Early in 2001, President Bush directed the NIH not to fund any project pursuant to President Clinton's policy; later that year he decided funding for ESC research would be limited to projects using the approximately 60 then-extant cell lines derived from “embryos that ha[d] already been destroyed.” See 37 Weekly Comp. Pres. Doc.. 1149, 1151 (Aug. 9, 2001); see also Exec. Order No. 13,435, 72 Fed.Reg. 34,591 (2007); Doe v. Obama, 631 F.3d 157, 159 (4th Cir.2011). Meanwhile, the Congress continued to reenact Dickey–Wicker each year of the Bush Administration.

Upon assuming office in 2009, President Obama lifted the temporal restriction imposed by President Bush and permitted the NIH to “support and conduct responsible, scientifically worthy human stem cell research, including human embryonic stem cell research, to the extent permitted by law.” Exec. Order 13,505, 74 Fed.Reg. 10,667, 10,667 (2009). The NIH, after notice-and-comment rulemaking, then issued the 2009 Guidelines, 74 Fed.Reg. 32,170–32,175 (July 7, 2009), which are currently in effect. In the Guidelines, the NIH noted “funding of the derivation of stem cells from human embryos is prohibited by ... the Dickey–Wicker Amendment.” Id. at 32,175/2. The Guidelines further addressed Dickey–Wicker as follows:

Since 1999, the Department of Health and Human Services (HHS) has consistently interpreted [Dickey–Wicker] as not applicable to research using [ESCs], because [ESCs] are not embryos as defined by Section 509. This longstanding interpretation has been left unchanged by Congress, which has annually reenacted the Dickey [sic] Amendment with full knowledge that HHS has been funding [ESC] research since 2001. These guidelines therefore recognize the distinction, accepted by Congress, between the derivation of stem cells from an embryo that results in the embryo's destruction, for which Federal funding is prohibited, and research involving [ESCs] that does not involve an embryo nor result in an embryo's destruction, for which Federal funding is permitted.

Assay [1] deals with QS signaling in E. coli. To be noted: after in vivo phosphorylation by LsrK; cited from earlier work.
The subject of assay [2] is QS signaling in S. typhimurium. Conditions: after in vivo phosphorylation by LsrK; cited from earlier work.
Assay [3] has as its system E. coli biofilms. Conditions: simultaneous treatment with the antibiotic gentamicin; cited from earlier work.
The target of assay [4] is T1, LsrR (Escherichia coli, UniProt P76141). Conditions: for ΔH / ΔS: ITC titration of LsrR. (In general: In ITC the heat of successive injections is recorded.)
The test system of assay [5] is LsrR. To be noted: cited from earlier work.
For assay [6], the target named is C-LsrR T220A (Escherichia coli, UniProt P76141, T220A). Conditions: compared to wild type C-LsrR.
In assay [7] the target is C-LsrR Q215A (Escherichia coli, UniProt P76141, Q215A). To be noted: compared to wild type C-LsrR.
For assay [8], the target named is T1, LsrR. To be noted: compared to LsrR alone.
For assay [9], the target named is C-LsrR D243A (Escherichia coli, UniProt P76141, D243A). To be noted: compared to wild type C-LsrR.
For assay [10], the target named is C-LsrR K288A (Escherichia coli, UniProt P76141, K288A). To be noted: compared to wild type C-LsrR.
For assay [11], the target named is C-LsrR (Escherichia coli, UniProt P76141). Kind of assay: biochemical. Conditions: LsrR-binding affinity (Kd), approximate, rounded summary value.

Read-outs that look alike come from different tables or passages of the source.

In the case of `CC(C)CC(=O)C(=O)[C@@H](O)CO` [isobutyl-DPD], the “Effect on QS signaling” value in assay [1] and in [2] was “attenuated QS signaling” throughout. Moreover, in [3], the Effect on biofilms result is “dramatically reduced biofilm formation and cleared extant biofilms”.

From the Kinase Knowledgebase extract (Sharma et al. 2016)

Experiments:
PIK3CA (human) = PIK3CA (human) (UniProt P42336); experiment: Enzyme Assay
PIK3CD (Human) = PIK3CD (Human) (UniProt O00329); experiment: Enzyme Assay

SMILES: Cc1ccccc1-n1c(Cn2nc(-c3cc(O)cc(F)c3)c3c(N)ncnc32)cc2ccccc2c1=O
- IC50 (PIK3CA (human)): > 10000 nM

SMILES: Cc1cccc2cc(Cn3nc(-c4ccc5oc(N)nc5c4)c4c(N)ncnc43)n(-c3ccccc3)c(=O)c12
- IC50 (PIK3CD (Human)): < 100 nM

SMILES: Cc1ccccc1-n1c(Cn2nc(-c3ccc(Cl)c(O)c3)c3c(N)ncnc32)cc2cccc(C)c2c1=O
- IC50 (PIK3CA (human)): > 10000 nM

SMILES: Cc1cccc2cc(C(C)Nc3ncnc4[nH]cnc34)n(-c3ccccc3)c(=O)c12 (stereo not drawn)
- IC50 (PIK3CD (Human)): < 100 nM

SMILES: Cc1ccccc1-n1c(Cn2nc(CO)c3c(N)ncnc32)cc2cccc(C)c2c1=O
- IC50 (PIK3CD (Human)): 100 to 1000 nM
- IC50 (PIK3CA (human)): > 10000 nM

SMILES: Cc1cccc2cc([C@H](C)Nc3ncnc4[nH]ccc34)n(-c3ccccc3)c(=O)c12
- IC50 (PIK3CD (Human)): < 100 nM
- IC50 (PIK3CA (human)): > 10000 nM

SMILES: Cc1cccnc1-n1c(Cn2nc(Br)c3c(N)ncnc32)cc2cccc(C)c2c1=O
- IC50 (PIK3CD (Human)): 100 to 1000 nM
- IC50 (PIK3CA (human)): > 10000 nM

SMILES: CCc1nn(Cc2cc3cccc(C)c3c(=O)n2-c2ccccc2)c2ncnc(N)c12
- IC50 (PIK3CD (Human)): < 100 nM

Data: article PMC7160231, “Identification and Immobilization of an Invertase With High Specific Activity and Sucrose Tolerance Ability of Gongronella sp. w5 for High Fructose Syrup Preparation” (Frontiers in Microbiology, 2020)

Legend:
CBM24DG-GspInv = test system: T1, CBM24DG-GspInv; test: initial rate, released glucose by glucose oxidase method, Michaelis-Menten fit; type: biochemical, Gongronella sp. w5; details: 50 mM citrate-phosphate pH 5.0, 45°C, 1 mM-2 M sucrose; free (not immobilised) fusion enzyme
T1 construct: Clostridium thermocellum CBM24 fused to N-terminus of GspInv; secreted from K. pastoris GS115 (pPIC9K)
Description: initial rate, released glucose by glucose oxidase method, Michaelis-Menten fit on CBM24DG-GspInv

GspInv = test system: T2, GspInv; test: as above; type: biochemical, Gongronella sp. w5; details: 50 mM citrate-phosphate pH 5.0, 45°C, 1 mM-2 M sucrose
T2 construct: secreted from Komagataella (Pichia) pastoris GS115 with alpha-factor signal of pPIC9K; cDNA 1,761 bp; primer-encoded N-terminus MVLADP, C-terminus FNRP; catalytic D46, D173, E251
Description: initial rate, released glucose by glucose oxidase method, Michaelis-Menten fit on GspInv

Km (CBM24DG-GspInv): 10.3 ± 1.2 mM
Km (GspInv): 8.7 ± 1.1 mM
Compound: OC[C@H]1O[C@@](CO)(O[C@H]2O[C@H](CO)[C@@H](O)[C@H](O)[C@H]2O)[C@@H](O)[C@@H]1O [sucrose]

Id. at 32,173/2.

In place of President Bush's temporal limitation, the 2009 Guidelines instituted specific ethical restrictions upon ESC research funded by the NIH: Such research may be conducted only upon stem cell lines derived from embryos that “were created using in vitro fertilization for reproductive purposes and were no longer needed for this purpose,” and that “were donated by individuals who sought reproductive treatment ... who gave voluntary written consent for the human embryos to be used for research purposes,” and who were not paid therefor. Id. at 32,174/2–3. Moreover, the research may use stem cell lines derived from an embryo donated after the effective date of the Guidelines only if the in vitro clinic had fully informed the donor of all possible options for disposing of the embryo and had taken other specified procedural steps to separate reproductive treatment from donation. Id.

After the 2009 Guidelines were issued, the Congress once again reenacted Dickey–Wicker as part of the appropriations bill for fiscal year 2010. The Congress has not enacted an appropriations bill for FY 2011, adopting instead a series of continuing resolutions that have carried Dickey–Wicker forward to the present. Neither party to this case has suggested the Congress might modify Dickey–Wicker for the remainder of FY 2011.

Drs. Sherley and Deisher and a number of others filed this suit in August 2009 and moved the district court for a preliminary injunction. Instead, the district court granted the Government's motion to dismiss the suit for want of standing. The plaintiffs appealed and we reversed in part, holding the doctors alone had standing because th...